One of every five beauty purchases online is made via the Amazon marketplace, according to a new report.
Mobile e-mails, text messages and other marketing vehicles lead to multichannel sales.
Mobile commerce is not just about selling products through an m-commerce web site or a mobile app. It’s also a multichannel tool that can help boost sales in other channels. A new survey of 1,427 U.S. consumers from e-mail and mobile messaging firm ExactTarget shows just that, as messages read on smartphones are driving shoppers to buy products through multiple sales channels.
56% of consumers with smartphones who purchased merchandise based on mobile messaging say reading a marketing e-mail on their mobile device led to at least one purchase, the survey says. 41% cite text messages, 35% say checking Facebook on their smartphone, 20% say checking Twitter on their smartphone, and 15% cite location-based services like Foursquare and Facebook Places.
Once they got the message, consumers traveled various paths to make purchases. 43% of smartphone owners who heard about products via mobile messages and made at least one purchase did so on a retailer’s e-commerce site using a desktop PC, the survey finds. 35% say they purchased a product in a store, 34% via an e-commerce or m-commerce site on their smartphone, 31% through a mobile app, and 18% through a retailer’s telephone contact center.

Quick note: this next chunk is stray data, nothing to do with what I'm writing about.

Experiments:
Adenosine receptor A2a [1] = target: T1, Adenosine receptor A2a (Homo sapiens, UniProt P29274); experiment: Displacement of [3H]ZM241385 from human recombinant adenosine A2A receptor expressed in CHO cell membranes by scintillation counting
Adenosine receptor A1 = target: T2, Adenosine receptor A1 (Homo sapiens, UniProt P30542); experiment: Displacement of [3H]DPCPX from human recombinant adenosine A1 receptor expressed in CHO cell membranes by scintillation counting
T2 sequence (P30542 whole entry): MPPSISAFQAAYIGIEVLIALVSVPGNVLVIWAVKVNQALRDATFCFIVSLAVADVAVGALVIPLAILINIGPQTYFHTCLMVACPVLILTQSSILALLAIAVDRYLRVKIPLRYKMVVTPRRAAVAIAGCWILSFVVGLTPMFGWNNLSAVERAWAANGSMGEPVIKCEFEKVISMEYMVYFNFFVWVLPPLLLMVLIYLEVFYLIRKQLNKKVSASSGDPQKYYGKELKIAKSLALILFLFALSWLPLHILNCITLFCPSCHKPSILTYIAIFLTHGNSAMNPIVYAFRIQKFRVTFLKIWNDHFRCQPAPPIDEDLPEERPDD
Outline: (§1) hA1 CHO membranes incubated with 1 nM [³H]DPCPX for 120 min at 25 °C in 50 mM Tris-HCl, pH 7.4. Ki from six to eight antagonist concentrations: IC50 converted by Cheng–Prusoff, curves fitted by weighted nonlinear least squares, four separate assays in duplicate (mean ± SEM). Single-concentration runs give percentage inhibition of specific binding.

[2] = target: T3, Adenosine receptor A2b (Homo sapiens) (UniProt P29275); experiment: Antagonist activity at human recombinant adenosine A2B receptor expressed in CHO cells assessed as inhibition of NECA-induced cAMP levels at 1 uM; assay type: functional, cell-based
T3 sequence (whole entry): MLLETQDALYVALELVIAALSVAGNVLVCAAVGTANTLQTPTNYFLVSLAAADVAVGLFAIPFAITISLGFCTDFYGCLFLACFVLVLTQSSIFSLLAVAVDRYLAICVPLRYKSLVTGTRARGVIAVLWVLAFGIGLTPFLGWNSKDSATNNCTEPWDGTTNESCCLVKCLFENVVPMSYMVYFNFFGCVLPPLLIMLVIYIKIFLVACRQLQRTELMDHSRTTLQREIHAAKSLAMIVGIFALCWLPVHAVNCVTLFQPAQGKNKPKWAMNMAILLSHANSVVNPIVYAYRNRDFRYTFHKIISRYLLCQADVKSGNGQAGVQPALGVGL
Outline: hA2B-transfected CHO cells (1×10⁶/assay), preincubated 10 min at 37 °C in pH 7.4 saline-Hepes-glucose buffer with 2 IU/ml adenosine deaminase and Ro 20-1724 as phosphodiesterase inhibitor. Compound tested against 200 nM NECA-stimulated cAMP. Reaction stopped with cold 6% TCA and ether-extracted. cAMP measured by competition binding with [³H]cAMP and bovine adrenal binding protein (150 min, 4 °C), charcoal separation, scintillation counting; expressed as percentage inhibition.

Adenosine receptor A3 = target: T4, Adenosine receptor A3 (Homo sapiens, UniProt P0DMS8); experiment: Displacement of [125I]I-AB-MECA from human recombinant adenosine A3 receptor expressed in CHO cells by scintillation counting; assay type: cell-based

“The smartphone tipping point has arrived, and retailers must be more overt in selling convenience, service and other benefits in stores, especially if they aren’t the low-cost leader and want to avoid being Amazon’s showroom,” says Jeffrey K. Rohrs, vice president of marketing research and education at ExactTarget.
Rohrs says the smartphone shifts the balance of power to consumers because they can access comparative information and offers anywhere, including in stores.
“This may be a scenario where retailers can’t beat them so they join them,” he says, “arming their sales staff with smartphones and tablets to become roving digital experts who can sell convenience; capture opt-ins, fans and followers; and perhaps even provide counsel on branded app downloads.”